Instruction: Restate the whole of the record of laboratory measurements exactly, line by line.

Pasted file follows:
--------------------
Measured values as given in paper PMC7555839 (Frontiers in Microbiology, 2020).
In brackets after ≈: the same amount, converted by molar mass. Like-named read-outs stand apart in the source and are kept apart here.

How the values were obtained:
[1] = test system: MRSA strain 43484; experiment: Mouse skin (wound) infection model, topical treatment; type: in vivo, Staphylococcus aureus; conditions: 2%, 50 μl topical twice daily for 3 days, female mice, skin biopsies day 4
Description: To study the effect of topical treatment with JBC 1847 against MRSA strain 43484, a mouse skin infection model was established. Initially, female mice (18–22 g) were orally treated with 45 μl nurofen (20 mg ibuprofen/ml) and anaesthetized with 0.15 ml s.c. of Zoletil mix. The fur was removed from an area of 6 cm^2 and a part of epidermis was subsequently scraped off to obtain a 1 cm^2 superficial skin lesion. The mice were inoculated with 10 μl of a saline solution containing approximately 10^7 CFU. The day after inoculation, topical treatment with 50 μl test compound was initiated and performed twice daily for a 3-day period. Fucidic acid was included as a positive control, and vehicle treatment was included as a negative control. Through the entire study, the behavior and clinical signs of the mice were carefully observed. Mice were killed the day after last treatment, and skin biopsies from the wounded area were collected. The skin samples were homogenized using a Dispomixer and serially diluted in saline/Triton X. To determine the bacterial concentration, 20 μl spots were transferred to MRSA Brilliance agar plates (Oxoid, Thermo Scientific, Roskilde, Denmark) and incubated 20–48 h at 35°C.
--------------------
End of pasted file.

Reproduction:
Measured values as given in paper PMC7555839 (Frontiers in Microbiology, 2020).
In brackets after ≈: the same amount, converted by molar mass. Like-named read-outs stand apart in the source and are kept apart here.

How the values were obtained:
[1] = test system: MRSA strain 43484; experiment: Mouse skin (wound) infection model, topical treatment; type: in vivo, Staphylococcus aureus; conditions: 2%, 50 μl topical twice daily for 3 days, female mice, skin biopsies day 4
Description: To study the effect of topical treatment with JBC 1847 against MRSA strain 43484, a mouse skin infection model was established. Initially, female mice (18–22 g) were orally treated with 45 μl nurofen (20 mg ibuprofen/ml) and anaesthetized with 0.15 ml s.c. of Zoletil mix. The fur was removed from an area of 6 cm^2 and a part of epidermis was subsequently scraped off to obtain a 1 cm^2 superficial skin lesion. The mice were inoculated with 10 μl of a saline solution containing approximately 10^7 CFU. The day after inoculation, topical treatment with 50 μl test compound was initiated and performed twice daily for a 3-day period. Fucidic acid was included as a positive control, and vehicle treatment was included as a negative control. Through the entire study, the behavior and clinical signs of the mice were carefully observed. Mice were killed the day after last treatment, and skin biopsies from the wounded area were collected. The skin samples were homogenized using a Dispomixer and serially diluted in saline/Triton X. To determine the bacterial concentration, 20 μl spots were transferred to MRSA Brilliance agar plates (Oxoid, Thermo Scientific, Roskilde, Denmark) and incubated 20–48 h at 35°C.